Our report on Jamie Dimon's Testimony before the Senate Committee generated much feedback from readers. In our opinion, while Jamie Dimon is certainly far from infallible, we find him to be a more talented leader and manager than Ken Lewis, Stan O'Neal, Jon Corzine, Kerry Killinger, Charlie Prince and James Cayne combined. That explains why J.P. Morgan Chase and Company (NYSE:JPM) acquired Bear Stearns and WAMU and why the rest of those callow, incompetent rapscallions have been put out to grass.
JPM has been in the news because its Chief Investment Office had engaged in trades that intended to reduce risk-weighted assets in anticipation of the new BASEL requirements. It chose to do this through a complex strategy that entailed adding positions that it believed would offset the existing ones. The strategy created a larger portfolio versus where it began, and instead of reducing risks, resulted in more complex and hard-to-manage risks. This strategy blew up when JPM announced a multi-billion loss from this strategy and resulted in the termination of those responsible, including the previously respected Ina Drew.
We admire Dimon's handling of this matter. When this matter came to his attention, he held the people who caused this loss responsible for their actions and replaced them with new leadership. The new leadership in the CIO revamped risk governance, instituted more detailed limitations across that unit and to ensure that appropriate risk measures are in place. Dimon was also able to honestly and candidly analyze and articulate what exactly when wrong. Dimon has even come to Washington and testified about it to the Senate Banking Committee and the House Financial Services Committee. We compare this level of responsibility and accountability that Dimon has shown with the behavior of Fannie Mae and Freddie Mac's executives. It appears that Fannie and Freddie's leadership has pulled a runner with regards to testifying about $154B in taxpayer losses to bail out those putrid edifices of crony capitalism.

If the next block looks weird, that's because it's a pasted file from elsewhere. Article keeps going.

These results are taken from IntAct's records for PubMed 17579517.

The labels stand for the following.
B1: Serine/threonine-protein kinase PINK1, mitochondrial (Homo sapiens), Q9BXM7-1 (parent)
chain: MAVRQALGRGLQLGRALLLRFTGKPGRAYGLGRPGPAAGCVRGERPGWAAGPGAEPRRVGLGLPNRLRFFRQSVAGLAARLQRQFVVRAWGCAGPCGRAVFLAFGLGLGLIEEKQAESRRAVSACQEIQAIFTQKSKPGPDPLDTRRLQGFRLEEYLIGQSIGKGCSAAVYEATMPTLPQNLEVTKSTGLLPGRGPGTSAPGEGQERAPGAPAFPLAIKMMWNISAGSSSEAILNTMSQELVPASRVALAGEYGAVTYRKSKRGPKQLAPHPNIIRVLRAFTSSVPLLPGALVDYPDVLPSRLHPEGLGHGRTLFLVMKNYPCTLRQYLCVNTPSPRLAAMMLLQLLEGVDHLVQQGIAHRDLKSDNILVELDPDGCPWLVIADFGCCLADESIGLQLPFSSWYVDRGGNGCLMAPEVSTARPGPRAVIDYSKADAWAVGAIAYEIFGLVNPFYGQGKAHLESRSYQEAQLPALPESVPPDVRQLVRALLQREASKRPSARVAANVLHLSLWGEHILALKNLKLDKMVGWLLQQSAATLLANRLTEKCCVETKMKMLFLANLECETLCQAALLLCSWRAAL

On June 13th, Dimon was able to articulate clearly what happened and to deal with politically motivated questions from members of the Senate Banking Committee. On June 19th, he came back to testify in front of the House Banking Committee. We didn't see much difference between his prepared remarks before the Senate and the House.